“Our strategy: highquality organic, deliberately.”
Have you adopted a labelling policy? Our goal is to purchase only ‘organic’ cocoa. We have been preparing for this change for two years and, in 2011, will bring out our first organic products on the market. Once possible, all of our products will be organic. Have you adopted a ‘fair trade’ label? Our first attempt was not a success. Large distributors who adopt the fair trade label for their own brand are not interested in Galler doing the same. As for the franchises, some have unfortunately exaggerated the price of fair trade and consumers did not follow.
Produced in the South, consumed in the North The 3.5 million tonnes of cocoa produced in the South are consumed in the North! In 30 years, the share of milk chocolate went from 77% to 40% and the dark chocolate market shot up from 2% to 42%. Demand for origin specific cocoa and special cocoas (organic agriculture, fair trade products, origin certified products) continues to grow. This trend pushes the price of fine and rare cocoas up, but has no impact on the commercial cocoa from Western Africa.
Composition of chocolate Composition of chocolate White chocolate
0.5% Milk chocolate
Cocoa butter Cocoa beans contain 52-54% cocoa butter. This is one of the essential ingredients of chocolate, but also serves for other applications such as cosmetics and pharmacy (with a key role in suppositories!). Around one quarter of cocoa butter production is taken up by these non-foodstuff applications. We may tend to forget this fact, but demand for these products also affects cocoa prices, which are thus not only dependent on the consumption of chocolate. The composition of chocolate must meet very precise standards: 1. Chocolate (whole): a minimum of 35% dry cocoa solids, of which at least 18% cocoa butter and 14% dry non-fat cocoa solids. 2. Milk chocolate: a minimum of 25% dry cocoa solids, 14% dry milk solids and 25% fat (cocoa butter + milk fat) 3. Cooking chocolate (for home use): a minimum of 20% dry cocoa solids, 20% dry milk solids and 25% fat (cocoa butter + milk fat).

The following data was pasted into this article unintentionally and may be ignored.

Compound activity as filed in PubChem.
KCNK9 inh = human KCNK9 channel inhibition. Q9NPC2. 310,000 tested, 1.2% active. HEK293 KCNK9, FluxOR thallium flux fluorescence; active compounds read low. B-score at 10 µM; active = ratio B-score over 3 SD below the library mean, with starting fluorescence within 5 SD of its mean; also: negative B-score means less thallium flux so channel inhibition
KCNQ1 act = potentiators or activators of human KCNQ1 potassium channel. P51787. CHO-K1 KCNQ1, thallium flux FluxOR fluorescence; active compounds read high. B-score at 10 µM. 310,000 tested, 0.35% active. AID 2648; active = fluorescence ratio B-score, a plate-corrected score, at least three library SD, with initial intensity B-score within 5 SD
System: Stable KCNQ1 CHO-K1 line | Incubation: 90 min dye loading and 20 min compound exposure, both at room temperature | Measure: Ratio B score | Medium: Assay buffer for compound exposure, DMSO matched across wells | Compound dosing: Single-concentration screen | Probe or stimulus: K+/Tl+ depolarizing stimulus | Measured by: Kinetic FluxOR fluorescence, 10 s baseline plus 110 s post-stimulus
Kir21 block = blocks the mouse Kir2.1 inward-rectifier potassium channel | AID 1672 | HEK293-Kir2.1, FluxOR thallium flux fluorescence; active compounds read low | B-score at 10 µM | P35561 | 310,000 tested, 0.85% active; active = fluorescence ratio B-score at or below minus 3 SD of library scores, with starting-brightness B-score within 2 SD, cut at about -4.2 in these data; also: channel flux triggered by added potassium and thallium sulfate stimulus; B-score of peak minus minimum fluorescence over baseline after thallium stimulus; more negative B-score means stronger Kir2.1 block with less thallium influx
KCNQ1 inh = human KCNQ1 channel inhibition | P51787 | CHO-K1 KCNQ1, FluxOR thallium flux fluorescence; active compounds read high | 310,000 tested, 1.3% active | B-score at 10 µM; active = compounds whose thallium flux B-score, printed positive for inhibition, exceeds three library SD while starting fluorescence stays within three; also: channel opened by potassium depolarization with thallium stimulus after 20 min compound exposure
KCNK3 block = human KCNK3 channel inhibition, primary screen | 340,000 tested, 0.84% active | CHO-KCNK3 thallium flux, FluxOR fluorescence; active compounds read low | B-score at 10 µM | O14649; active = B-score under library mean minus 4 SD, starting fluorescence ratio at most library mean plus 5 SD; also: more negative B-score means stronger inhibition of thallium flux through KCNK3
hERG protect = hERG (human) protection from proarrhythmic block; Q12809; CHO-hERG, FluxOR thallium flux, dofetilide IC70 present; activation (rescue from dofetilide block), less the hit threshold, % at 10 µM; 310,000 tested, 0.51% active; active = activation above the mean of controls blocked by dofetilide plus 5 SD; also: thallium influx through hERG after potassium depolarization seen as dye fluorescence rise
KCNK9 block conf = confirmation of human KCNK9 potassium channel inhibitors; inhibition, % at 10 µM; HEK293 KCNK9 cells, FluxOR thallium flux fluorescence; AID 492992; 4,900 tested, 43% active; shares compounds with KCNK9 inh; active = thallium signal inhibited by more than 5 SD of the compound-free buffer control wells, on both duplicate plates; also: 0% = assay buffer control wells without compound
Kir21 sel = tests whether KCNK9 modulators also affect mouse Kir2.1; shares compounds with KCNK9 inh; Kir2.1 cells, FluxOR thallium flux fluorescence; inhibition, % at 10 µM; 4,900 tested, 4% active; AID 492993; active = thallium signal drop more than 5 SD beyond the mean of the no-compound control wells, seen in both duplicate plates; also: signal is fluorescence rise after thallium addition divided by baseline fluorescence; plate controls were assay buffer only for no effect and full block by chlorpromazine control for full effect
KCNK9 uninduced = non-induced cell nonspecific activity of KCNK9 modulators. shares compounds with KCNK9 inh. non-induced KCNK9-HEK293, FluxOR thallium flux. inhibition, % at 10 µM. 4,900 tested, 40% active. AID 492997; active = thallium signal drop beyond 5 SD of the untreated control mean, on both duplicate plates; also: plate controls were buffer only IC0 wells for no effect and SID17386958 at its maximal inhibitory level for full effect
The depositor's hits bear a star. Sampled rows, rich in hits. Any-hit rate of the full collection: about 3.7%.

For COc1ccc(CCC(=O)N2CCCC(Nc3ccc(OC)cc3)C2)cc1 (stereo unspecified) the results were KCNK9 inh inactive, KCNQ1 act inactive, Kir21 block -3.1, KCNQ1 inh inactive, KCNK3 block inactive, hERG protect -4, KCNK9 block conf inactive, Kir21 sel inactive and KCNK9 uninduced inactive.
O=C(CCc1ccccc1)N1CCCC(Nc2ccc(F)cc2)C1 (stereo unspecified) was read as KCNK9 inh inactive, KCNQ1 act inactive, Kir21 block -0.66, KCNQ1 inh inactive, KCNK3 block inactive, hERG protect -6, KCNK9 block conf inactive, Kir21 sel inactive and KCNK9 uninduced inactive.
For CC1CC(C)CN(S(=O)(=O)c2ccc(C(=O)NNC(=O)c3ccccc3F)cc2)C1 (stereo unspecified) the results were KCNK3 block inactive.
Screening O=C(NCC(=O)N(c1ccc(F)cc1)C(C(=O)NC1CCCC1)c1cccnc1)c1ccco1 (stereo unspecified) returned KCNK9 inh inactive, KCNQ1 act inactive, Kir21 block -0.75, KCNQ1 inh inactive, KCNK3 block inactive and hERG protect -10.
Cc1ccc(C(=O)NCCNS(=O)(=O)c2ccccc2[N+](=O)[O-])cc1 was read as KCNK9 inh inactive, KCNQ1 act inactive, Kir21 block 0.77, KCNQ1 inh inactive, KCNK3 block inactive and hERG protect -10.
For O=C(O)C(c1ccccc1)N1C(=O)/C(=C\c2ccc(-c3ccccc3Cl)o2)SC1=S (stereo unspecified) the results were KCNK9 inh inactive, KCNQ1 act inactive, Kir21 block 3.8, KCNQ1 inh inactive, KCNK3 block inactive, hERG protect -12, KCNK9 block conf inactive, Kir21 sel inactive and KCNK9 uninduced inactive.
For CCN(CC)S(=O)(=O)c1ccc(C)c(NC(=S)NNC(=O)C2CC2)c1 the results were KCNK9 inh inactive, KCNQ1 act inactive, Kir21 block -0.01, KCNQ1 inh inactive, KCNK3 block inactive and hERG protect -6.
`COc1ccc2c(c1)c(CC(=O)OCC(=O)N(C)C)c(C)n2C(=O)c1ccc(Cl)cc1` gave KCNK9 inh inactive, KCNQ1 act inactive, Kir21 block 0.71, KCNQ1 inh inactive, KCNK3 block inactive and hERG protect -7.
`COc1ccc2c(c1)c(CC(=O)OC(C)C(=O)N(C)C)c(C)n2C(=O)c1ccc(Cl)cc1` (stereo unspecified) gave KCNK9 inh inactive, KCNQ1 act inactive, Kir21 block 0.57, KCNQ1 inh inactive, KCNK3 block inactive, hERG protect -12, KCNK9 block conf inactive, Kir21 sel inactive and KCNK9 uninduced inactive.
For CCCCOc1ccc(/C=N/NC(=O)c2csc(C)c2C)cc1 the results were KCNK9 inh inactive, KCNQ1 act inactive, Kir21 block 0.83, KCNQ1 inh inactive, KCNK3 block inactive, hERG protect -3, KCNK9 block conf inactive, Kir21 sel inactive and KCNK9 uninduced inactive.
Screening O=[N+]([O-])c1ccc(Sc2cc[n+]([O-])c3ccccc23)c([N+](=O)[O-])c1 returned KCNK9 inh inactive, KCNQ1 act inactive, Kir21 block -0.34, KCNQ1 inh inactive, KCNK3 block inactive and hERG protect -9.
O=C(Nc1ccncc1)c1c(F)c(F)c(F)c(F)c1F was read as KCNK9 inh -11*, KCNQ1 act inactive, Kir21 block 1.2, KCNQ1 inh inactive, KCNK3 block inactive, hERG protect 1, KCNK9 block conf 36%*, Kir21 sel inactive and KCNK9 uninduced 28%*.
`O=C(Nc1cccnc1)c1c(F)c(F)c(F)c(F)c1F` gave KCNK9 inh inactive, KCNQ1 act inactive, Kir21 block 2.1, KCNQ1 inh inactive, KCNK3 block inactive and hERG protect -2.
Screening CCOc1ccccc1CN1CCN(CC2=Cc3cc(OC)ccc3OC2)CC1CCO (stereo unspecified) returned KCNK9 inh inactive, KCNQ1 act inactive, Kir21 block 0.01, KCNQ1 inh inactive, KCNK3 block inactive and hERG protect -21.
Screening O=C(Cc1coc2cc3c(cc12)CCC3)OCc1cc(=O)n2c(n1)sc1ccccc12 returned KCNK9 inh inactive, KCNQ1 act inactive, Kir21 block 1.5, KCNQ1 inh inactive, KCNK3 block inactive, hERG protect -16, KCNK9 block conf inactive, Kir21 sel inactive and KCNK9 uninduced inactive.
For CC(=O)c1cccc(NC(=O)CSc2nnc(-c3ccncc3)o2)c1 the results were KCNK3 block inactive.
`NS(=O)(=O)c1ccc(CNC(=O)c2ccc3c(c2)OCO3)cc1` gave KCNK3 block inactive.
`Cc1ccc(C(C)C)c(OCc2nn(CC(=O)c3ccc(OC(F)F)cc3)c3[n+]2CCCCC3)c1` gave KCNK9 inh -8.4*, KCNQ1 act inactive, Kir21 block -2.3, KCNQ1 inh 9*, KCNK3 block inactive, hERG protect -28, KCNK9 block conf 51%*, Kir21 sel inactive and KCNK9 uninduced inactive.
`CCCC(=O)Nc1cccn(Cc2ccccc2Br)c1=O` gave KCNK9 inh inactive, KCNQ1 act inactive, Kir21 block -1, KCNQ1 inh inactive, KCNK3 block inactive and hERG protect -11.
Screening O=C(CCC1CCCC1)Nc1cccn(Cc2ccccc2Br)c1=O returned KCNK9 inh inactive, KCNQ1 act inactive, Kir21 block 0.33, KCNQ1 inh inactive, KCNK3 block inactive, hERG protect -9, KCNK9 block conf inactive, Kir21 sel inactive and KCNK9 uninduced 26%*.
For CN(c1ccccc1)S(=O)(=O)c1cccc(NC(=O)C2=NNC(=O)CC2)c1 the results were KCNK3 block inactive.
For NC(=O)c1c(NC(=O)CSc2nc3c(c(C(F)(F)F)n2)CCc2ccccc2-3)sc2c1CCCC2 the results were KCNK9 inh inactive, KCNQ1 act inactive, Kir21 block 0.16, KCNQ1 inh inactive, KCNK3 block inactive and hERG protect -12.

Storm in a cup of oil 20% 0.5% Dark chocolate
In June 2000, the European Parliament and Council adopted a directive (2000/36/EC) authorising the addition of vegetable fats other than cocoa butter up to a maximum of 5% of the weight. The fats concerned are illipe, shea, palm oil, sal, kokum and mango kernel oil. In doing so, it harmonised practices already followed in several European countries such as Great Britain, Ireland, orâ€Ś Sweden, which authorized up to 10% of vegetable fats other than cocoa butter! This measure caused an uproar: the quality of chocolate was in danger! As were the already ridiculous margins of producers! Indeed, palm oil costs ten times less than cocoa butter, which represents up to 8 to 9% of the final price. But, in the end, nothing much happened. Consumers ended up following most manufacturers who opted for quality; they continue to manufacture chocolate with cocoa butter.
cocoa butter powdered milk other ingredients cocoa mass
Cocoa consumption Main cocoa grinding countries
Estimates for 2008/09 382 361
Estimates for 2009/10 400 419
(thousand tonnes) 440
Consumption of cocoa by country, 2008/09 100
42 41 Japan
54 54 Russian Federation
59 55 Canada
65 52 Turkey
SourceÂ : International Cocoa Organization - QBCS, Vol. XXXVI No. 4, Cocoa year 2009/10
Consumption of cocoa by country, 2008/09 750 700
(thousand tonnes) 710.1
Apparent domestic cocoa consumption
Calculated as grindings plus net imports of cocoa products
and of chocolate products in beans equivalent using the
following conversion factors:
cocoa butter 1.33,
cocoa paste/liquor 1.25,
cocoa powder and cake 1.18,
International Cocoa Organization QBCS, Vol. XXXVI No. 4, Cocoa year 2009/10
227.0 United Kingdom
chocolate and chocolate products 0.40 or 0.20.
SourceÂ : International Cocoa Organization - QBCS, Vol. XXXVI No. 4, Cocoa year 2009/10 42